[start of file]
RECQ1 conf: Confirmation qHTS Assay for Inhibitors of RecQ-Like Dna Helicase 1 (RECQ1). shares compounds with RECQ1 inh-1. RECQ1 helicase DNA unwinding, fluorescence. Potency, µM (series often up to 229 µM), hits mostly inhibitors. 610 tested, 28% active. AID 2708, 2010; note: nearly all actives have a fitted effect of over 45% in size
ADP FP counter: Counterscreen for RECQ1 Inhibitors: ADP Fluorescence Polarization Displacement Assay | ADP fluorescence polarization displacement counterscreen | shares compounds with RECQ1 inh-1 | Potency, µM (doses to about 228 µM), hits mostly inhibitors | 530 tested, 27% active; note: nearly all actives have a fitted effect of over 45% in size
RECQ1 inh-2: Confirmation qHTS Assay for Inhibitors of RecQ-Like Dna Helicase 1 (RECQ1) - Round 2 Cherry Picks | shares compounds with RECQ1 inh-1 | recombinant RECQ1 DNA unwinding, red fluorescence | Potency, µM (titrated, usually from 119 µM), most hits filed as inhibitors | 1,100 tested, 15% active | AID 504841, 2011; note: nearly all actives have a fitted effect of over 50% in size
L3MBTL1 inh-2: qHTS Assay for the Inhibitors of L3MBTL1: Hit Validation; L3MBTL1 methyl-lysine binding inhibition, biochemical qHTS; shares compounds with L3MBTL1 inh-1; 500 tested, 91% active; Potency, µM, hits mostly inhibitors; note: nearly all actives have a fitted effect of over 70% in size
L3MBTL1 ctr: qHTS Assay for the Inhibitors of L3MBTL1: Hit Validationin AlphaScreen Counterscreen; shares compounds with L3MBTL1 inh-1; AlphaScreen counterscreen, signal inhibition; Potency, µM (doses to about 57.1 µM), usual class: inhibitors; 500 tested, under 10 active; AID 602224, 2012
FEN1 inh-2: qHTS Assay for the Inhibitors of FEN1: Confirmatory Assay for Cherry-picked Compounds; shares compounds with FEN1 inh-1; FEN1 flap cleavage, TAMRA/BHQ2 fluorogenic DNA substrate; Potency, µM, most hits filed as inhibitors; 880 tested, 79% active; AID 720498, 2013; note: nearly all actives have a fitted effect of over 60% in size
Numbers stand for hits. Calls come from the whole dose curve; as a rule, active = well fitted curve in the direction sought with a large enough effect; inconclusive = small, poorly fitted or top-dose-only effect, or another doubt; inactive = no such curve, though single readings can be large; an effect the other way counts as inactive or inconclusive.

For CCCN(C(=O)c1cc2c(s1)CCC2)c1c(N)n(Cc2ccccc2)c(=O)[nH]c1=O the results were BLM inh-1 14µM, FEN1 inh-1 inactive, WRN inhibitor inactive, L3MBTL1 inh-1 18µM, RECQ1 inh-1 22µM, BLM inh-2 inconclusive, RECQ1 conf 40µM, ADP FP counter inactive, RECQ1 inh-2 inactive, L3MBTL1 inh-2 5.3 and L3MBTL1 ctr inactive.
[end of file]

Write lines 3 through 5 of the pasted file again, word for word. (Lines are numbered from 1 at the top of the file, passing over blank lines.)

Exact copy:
RECQ1 inh-2: Confirmation qHTS Assay for Inhibitors of RecQ-Like Dna Helicase 1 (RECQ1) - Round 2 Cherry Picks | shares compounds with RECQ1 inh-1 | recombinant RECQ1 DNA unwinding, red fluorescence | Potency, µM (titrated, usually from 119 µM), most hits filed as inhibitors | 1,100 tested, 15% active | AID 504841, 2011; note: nearly all actives have a fitted effect of over 50% in size
L3MBTL1 inh-2: qHTS Assay for the Inhibitors of L3MBTL1: Hit Validation; L3MBTL1 methyl-lysine binding inhibition, biochemical qHTS; shares compounds with L3MBTL1 inh-1; 500 tested, 91% active; Potency, µM, hits mostly inhibitors; note: nearly all actives have a fitted effect of over 70% in size
L3MBTL1 ctr: qHTS Assay for the Inhibitors of L3MBTL1: Hit Validationin AlphaScreen Counterscreen; shares compounds with L3MBTL1 inh-1; AlphaScreen counterscreen, signal inhibition; Potency, µM (doses to about 57.1 µM), usual class: inhibitors; 500 tested, under 10 active; AID 602224, 2012